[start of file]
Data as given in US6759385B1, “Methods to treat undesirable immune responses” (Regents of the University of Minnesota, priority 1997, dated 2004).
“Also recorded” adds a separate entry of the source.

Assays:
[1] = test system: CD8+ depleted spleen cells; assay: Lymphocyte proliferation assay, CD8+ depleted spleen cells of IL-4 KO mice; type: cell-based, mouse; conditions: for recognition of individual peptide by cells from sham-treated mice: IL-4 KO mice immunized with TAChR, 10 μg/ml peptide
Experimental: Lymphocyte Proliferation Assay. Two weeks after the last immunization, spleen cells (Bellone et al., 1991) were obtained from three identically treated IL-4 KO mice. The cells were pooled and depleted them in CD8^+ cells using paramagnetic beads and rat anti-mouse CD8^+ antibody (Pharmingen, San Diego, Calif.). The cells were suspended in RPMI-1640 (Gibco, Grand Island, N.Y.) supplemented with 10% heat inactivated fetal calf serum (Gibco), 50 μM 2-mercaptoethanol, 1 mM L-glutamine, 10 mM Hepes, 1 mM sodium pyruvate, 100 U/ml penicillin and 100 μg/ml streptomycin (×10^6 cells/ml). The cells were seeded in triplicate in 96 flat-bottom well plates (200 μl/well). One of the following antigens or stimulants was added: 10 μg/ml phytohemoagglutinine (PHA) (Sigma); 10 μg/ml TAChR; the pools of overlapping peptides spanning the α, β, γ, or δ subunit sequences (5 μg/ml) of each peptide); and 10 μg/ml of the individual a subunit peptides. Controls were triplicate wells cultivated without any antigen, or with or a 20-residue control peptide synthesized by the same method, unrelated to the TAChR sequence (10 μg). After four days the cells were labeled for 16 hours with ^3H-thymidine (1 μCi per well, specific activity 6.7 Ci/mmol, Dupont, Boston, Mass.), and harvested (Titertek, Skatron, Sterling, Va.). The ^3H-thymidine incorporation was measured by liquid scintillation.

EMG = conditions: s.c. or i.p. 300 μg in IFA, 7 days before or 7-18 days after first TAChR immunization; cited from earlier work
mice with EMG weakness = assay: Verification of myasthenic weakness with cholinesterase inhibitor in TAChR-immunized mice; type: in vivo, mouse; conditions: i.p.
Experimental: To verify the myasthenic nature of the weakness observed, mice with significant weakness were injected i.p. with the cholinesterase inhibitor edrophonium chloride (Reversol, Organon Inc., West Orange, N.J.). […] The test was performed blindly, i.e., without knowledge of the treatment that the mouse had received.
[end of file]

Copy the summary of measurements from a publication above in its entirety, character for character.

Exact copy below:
Data as given in US6759385B1, “Methods to treat undesirable immune responses” (Regents of the University of Minnesota, priority 1997, dated 2004).
“Also recorded” adds a separate entry of the source.

Assays:
[1] = test system: CD8+ depleted spleen cells; assay: Lymphocyte proliferation assay, CD8+ depleted spleen cells of IL-4 KO mice; type: cell-based, mouse; conditions: for recognition of individual peptide by cells from sham-treated mice: IL-4 KO mice immunized with TAChR, 10 μg/ml peptide
Experimental: Lymphocyte Proliferation Assay. Two weeks after the last immunization, spleen cells (Bellone et al., 1991) were obtained from three identically treated IL-4 KO mice. The cells were pooled and depleted them in CD8^+ cells using paramagnetic beads and rat anti-mouse CD8^+ antibody (Pharmingen, San Diego, Calif.). The cells were suspended in RPMI-1640 (Gibco, Grand Island, N.Y.) supplemented with 10% heat inactivated fetal calf serum (Gibco), 50 μM 2-mercaptoethanol, 1 mM L-glutamine, 10 mM Hepes, 1 mM sodium pyruvate, 100 U/ml penicillin and 100 μg/ml streptomycin (×10^6 cells/ml). The cells were seeded in triplicate in 96 flat-bottom well plates (200 μl/well). One of the following antigens or stimulants was added: 10 μg/ml phytohemoagglutinine (PHA) (Sigma); 10 μg/ml TAChR; the pools of overlapping peptides spanning the α, β, γ, or δ subunit sequences (5 μg/ml) of each peptide); and 10 μg/ml of the individual a subunit peptides. Controls were triplicate wells cultivated without any antigen, or with or a 20-residue control peptide synthesized by the same method, unrelated to the TAChR sequence (10 μg). After four days the cells were labeled for 16 hours with ^3H-thymidine (1 μCi per well, specific activity 6.7 Ci/mmol, Dupont, Boston, Mass.), and harvested (Titertek, Skatron, Sterling, Va.). The ^3H-thymidine incorporation was measured by liquid scintillation.

EMG = conditions: s.c. or i.p. 300 μg in IFA, 7 days before or 7-18 days after first TAChR immunization; cited from earlier work
mice with EMG weakness = assay: Verification of myasthenic weakness with cholinesterase inhibitor in TAChR-immunized mice; type: in vivo, mouse; conditions: i.p.
Experimental: To verify the myasthenic nature of the weakness observed, mice with significant weakness were injected i.p. with the cholinesterase inhibitor edrophonium chloride (Reversol, Organon Inc., West Orange, N.J.). […] The test was performed blindly, i.e., without knowledge of the treatment that the mouse had received.